In short, a personalized, well-balanced pre-run meal enhances sustained energy levels and overall performance. Tailor your choices to suit your unique needs, ensuring an enjoyable and energized running experience.

A man in an orange shirt running on a track.

What To Avoid Eating Before A Run

There are quite a few things you should avoid eating before hitting the pavement. In my experience, steering clear of certain foods can make a significant difference in your pre-run comfort and performance. Here are some key considerations to keep in mind to ensure your runs are smooth, energized, and free from digestive discomfort.

1. High-Fat Foods

High-fat foods can slow down digestion and may lead to discomfort during a run. Fats take longer to break down, diverting blood flow away from working muscles.

Avoid consuming foods high in fats, such as fried foods or heavy sauces, in the hours leading up to your run to prevent potential digestive issues.

2. Spicy Foods

Spicy foods can irritate the digestive system, causing discomfort and potentially leading to indigestion or heartburn during a run.

Avoid spicy dishes or strongly flavored foods before your run to reduce the chances of experiencing gastrointestinal discomfort.

3. High-Fiber Foods

While fiber is essential for overall health, high-fiber foods may cause bloating and gas. These effects can be exacerbated during physical activity.

Limit the intake of high-fiber foods, such as certain vegetables, beans, and bran, before a run to reduce the likelihood of gastrointestinal distress.

4. New or Unfamiliar Foods

Introducing new or unfamiliar foods before a run increases the risk of digestive upset. The body may react differently to novel substances.

Stick to familiar and well-tolerated foods in the hours leading up to your run to minimize the chances of unexpected digestive issues.

5. Large or Heavy Meals

Consuming a large or heavy meal close to the run can divert blood flow to the digestive system, potentially leading to cramping and discomfort.

Opt for smaller, easily digestible meals in the hours before your run to promote efficient nutrient absorption without overwhelming the digestive system.

6. Dehydrating Foods

Certain foods, such as salty snacks, can contribute to dehydration, which negatively impacts performance and increases the risk of cramps.

Minimize the intake of dehydrating foods before a run and focus on hydrating with water or electrolyte-rich beverages instead.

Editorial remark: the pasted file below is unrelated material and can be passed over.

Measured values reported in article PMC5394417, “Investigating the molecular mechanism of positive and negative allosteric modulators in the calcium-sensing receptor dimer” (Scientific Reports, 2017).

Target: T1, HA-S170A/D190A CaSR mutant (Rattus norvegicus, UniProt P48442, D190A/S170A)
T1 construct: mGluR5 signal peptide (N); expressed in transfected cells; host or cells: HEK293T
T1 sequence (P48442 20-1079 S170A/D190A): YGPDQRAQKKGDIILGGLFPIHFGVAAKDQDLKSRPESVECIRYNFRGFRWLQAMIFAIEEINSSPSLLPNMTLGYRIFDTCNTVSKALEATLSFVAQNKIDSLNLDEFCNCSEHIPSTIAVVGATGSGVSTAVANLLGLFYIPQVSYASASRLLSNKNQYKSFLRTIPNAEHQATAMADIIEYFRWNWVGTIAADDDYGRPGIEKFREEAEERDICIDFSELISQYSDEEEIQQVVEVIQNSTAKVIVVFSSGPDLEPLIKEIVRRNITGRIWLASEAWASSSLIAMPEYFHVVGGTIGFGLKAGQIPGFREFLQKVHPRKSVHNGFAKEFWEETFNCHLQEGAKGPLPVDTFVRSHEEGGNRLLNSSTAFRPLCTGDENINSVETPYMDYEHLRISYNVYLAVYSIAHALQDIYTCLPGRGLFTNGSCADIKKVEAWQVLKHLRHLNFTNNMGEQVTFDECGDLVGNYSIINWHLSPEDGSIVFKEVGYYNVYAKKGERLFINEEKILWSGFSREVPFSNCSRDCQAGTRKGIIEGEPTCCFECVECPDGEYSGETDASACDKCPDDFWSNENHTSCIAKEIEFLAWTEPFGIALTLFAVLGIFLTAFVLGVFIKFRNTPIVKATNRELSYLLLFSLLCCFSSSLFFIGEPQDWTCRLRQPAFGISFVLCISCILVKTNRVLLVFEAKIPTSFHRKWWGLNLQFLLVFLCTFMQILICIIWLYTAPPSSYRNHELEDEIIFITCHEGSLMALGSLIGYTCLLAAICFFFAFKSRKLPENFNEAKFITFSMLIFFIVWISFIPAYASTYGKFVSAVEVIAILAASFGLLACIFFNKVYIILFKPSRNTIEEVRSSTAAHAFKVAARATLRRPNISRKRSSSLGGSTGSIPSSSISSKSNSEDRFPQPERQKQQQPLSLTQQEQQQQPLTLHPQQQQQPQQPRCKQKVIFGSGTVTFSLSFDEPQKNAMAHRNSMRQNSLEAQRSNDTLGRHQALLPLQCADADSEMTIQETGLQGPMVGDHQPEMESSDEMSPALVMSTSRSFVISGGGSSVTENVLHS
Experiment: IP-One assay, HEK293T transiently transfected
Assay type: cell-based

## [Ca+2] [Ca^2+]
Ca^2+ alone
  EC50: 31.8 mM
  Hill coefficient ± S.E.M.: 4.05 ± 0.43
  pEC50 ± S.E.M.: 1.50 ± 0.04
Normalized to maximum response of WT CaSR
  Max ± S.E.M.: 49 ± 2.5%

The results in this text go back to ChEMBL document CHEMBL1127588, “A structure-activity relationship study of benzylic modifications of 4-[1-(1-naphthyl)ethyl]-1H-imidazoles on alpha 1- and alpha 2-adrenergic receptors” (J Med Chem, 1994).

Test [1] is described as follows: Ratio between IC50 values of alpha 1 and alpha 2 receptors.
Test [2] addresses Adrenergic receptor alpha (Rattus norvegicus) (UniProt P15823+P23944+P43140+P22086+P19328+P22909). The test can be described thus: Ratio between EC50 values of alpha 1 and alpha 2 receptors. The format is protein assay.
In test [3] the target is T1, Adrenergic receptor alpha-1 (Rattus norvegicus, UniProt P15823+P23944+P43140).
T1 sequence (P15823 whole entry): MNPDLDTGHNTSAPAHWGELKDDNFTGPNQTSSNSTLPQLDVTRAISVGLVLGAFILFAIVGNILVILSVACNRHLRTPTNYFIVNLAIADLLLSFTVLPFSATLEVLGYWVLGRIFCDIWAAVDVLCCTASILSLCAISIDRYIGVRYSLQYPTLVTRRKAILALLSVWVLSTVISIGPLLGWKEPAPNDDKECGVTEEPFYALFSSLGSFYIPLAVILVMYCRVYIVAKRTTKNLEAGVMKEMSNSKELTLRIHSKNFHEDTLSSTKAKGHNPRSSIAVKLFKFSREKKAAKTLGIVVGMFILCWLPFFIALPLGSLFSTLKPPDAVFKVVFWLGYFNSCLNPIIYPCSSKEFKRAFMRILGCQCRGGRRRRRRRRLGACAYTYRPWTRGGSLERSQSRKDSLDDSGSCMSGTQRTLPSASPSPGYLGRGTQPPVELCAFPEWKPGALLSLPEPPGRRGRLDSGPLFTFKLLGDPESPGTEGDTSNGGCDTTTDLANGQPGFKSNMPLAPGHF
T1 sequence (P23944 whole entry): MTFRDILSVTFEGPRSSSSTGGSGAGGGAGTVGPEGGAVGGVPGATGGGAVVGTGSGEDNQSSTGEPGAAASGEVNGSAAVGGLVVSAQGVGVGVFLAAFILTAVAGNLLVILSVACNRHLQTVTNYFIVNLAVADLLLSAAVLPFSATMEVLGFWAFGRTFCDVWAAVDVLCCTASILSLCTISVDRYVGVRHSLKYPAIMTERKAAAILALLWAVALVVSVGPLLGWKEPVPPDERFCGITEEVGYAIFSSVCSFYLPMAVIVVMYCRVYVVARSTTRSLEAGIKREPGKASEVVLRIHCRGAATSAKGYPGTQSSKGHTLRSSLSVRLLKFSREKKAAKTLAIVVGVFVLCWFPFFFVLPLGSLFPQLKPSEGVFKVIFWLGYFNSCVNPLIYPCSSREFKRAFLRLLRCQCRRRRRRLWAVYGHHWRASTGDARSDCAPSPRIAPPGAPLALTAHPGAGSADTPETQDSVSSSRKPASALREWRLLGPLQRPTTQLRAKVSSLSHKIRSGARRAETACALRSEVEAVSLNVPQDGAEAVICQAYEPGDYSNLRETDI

7. Carbonated Drinks

Carbonated drinks can lead to bloating and gas, causing discomfort during a run.

Avoid carbonated beverages before your run to reduce the likelihood of gastrointestinal issues and promote overall comfort during exercise.

Individuals may have unique sensitivities to certain foods, and triggers for digestive discomfort can vary. Pay attention to how your body reacts to specific foods and tailor your pre-run nutrition based on personal sensitivities, avoiding items that consistently lead to discomfort.

A man hydrating himself by drinking water from a bottle.

What To Do If You Can’t Eat Before Running

If eating solid food before running is challenging, consider opting for liquid nutrition. Smoothies, shakes, or meal replacement drinks can provide essential nutrients in a more easily digestible form.

Prioritize hydration with water or electrolyte-rich beverages. Liquid nutrition not only supplies essential nutrients but also helps maintain adequate fluid levels, supporting your overall performance during the run.

Experiment with different liquid nutrition options during training to identify what suits your taste preferences and digestive comfort. Some runners find success with homemade smoothies, while others prefer commercially available liquid meal replacements.

Remember, the key is to find a solution that works for you. Listen to your body, experiment with various liquid nutrition choices, and tailor your pre-run routine to maximize comfort and performance.

Fuel Up, Run Strong, Live Deliciously!

In conclusion, remember the golden trio for a successful run: carbohydrates, found in whole grains, oats, and fruits for sustained power; proteins, from yogurt, nuts, or lean meats for crucial muscle support; and healthy fats like avocados, providing sustained energy release and overall health support. Consider the added boost of pre-run snacks, carefully chosen for a balanced mix of nutrients, optimizing your performance and fueling your run with the vitality it deserves.

Hydration is non-negotiable—maintain fluids with water or sports drinks. Timing is key, strategically planning your pre-run meal and snacks for optimal nutrient availability without discomfort. Embrace individual variability; experiment to discover what suits your unique needs.

Food is your energy source, and trust me, it doesn't have to be bland or confusing. As someone who's spent over two decades in the hospitality industry and conquered marathons and ultra distances, I've got some tasty insights to share.

For a feast of delectable recipes and personalized coaching to optimize your performance, dive into my cookbook and coaching services. Let your taste buds and training goals converge for a running experience that's both powerful and delicious. Grab your copy, lace up those shoes, and let's make every run a journey of culinary and athletic excellence. Happy running!